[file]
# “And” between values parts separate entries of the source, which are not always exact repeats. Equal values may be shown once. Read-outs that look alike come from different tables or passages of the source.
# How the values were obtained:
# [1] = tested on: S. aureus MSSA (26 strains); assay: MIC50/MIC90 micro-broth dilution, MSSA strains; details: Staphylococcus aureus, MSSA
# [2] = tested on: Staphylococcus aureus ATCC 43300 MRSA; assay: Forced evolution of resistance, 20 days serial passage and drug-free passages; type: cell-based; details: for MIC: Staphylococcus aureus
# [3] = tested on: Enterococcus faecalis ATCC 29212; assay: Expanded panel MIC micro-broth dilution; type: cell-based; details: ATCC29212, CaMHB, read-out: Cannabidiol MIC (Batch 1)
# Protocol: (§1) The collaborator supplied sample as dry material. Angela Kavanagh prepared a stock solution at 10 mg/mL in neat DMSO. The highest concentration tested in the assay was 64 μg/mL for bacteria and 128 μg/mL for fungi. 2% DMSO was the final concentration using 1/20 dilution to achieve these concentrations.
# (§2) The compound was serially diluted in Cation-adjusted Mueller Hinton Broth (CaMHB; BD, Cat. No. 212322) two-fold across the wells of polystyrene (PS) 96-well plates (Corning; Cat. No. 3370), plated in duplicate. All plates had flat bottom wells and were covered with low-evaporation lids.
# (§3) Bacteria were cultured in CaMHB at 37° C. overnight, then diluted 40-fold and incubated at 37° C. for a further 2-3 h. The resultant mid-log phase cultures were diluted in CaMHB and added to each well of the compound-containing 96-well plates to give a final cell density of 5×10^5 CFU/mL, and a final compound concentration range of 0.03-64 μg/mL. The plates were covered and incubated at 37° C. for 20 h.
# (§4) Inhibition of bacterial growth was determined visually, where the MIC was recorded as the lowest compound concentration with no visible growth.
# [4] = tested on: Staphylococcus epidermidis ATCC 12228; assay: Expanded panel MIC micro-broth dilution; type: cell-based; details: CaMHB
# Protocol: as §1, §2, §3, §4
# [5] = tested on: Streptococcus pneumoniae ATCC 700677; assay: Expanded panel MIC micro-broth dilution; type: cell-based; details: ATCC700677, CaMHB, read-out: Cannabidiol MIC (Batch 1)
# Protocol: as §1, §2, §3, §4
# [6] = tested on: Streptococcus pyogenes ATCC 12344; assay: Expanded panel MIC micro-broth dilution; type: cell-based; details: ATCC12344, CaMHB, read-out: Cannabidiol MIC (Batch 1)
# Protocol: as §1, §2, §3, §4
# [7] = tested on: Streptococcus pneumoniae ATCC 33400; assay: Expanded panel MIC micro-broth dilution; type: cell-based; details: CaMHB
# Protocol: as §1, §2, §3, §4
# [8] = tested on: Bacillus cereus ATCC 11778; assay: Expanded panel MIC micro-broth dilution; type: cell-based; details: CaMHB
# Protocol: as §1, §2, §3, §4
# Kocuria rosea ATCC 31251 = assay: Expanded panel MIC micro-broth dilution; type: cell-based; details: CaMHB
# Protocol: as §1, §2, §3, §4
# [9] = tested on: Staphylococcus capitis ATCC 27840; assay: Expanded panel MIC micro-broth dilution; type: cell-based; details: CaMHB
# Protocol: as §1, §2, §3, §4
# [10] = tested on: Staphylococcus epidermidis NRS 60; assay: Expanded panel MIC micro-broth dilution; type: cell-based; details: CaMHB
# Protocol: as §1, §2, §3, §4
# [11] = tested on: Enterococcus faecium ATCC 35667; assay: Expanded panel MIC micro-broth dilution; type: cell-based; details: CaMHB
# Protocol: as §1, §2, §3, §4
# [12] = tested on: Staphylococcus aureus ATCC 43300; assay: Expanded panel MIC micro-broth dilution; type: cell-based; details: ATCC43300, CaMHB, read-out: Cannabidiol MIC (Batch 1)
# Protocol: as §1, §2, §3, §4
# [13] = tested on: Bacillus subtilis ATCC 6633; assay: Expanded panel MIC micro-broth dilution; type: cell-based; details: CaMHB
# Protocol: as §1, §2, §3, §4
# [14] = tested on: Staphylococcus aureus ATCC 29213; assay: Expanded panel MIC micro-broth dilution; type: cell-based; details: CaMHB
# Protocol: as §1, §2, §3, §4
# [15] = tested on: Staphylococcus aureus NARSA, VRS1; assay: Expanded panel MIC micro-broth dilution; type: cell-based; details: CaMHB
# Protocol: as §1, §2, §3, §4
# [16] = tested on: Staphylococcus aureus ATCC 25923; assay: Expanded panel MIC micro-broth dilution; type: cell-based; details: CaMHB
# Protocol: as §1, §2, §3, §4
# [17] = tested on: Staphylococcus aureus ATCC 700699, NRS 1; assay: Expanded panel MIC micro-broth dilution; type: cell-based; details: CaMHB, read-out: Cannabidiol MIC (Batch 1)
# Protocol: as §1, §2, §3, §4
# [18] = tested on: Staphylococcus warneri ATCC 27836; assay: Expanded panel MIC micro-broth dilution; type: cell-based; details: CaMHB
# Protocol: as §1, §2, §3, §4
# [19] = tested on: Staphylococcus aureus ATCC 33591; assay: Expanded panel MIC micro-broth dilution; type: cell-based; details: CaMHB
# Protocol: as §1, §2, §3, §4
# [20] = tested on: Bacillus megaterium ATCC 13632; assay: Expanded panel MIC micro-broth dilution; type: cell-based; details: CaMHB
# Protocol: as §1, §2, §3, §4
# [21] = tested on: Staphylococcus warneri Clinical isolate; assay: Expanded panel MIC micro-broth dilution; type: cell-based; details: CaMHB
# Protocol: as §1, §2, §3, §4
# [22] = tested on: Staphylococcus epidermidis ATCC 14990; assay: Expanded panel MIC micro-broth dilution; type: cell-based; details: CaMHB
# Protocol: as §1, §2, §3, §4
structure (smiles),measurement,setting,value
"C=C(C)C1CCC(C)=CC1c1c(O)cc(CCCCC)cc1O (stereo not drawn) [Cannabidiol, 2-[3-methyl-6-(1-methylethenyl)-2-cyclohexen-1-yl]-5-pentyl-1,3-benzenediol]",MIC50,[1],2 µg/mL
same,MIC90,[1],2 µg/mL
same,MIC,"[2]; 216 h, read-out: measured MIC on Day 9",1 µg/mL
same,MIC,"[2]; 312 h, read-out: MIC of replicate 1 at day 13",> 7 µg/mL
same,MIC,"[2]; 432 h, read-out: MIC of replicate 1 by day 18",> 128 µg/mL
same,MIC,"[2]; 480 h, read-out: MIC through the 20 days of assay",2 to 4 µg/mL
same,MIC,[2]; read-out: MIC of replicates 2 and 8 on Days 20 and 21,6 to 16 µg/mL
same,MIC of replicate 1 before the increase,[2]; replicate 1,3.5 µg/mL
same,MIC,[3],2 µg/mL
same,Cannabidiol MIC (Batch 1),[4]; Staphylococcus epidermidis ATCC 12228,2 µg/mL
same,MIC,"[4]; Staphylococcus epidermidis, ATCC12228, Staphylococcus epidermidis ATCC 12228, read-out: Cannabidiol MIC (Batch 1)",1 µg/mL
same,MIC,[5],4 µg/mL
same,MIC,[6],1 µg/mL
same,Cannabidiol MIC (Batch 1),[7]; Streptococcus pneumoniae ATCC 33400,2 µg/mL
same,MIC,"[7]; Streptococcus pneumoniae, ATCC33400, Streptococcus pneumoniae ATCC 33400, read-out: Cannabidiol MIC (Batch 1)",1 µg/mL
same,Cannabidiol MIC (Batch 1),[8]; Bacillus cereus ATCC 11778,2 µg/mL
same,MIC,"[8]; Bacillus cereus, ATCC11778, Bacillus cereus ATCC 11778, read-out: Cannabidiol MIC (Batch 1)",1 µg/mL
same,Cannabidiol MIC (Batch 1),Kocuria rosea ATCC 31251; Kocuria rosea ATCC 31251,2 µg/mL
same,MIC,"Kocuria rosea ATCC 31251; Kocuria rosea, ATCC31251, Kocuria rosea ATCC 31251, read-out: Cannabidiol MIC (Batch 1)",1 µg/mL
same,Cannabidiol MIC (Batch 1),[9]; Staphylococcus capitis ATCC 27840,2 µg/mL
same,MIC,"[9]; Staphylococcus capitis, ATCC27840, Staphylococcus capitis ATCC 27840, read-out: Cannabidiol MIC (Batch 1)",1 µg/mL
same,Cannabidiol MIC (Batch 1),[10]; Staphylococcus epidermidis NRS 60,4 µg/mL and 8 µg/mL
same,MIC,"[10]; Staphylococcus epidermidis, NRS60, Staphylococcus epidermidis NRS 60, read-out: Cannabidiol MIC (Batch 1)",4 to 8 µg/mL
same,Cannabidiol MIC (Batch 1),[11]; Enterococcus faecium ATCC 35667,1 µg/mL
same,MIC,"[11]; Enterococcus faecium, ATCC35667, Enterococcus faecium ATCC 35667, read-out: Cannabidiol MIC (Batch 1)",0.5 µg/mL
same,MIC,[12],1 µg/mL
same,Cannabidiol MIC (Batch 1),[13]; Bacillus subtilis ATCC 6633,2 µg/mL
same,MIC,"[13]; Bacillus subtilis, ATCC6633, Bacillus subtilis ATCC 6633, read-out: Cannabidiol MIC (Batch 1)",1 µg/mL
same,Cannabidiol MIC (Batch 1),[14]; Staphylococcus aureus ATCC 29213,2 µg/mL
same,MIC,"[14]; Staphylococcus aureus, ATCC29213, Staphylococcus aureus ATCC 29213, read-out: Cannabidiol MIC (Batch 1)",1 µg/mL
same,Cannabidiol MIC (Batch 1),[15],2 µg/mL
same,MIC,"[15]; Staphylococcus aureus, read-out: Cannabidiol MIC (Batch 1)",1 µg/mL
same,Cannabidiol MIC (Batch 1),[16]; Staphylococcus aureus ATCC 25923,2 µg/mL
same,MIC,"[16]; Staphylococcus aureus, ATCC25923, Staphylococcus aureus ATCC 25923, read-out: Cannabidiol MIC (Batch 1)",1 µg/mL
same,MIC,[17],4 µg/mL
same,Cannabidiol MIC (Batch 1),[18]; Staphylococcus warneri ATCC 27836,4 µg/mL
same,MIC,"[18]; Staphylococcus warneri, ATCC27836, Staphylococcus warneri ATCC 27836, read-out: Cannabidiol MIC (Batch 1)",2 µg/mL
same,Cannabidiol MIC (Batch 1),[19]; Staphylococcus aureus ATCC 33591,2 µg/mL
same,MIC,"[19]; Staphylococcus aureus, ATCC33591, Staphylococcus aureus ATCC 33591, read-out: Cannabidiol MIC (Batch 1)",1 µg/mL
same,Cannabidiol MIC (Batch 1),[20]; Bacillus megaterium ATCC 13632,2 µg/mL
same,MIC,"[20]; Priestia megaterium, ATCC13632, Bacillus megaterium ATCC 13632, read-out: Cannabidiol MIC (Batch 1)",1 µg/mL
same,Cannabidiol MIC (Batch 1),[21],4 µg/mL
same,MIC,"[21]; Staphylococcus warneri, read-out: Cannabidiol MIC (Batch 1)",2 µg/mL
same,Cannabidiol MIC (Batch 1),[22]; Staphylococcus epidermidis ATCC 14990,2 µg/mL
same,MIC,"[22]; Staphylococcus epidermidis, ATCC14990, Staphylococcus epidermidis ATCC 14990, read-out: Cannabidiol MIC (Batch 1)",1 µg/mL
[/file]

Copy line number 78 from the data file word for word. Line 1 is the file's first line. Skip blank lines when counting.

same,MIC,"[13]; Bacillus subtilis, ATCC6633, Bacillus subtilis ATCC 6633, read-out: Cannabidiol MIC (Batch 1)",1 µg/mL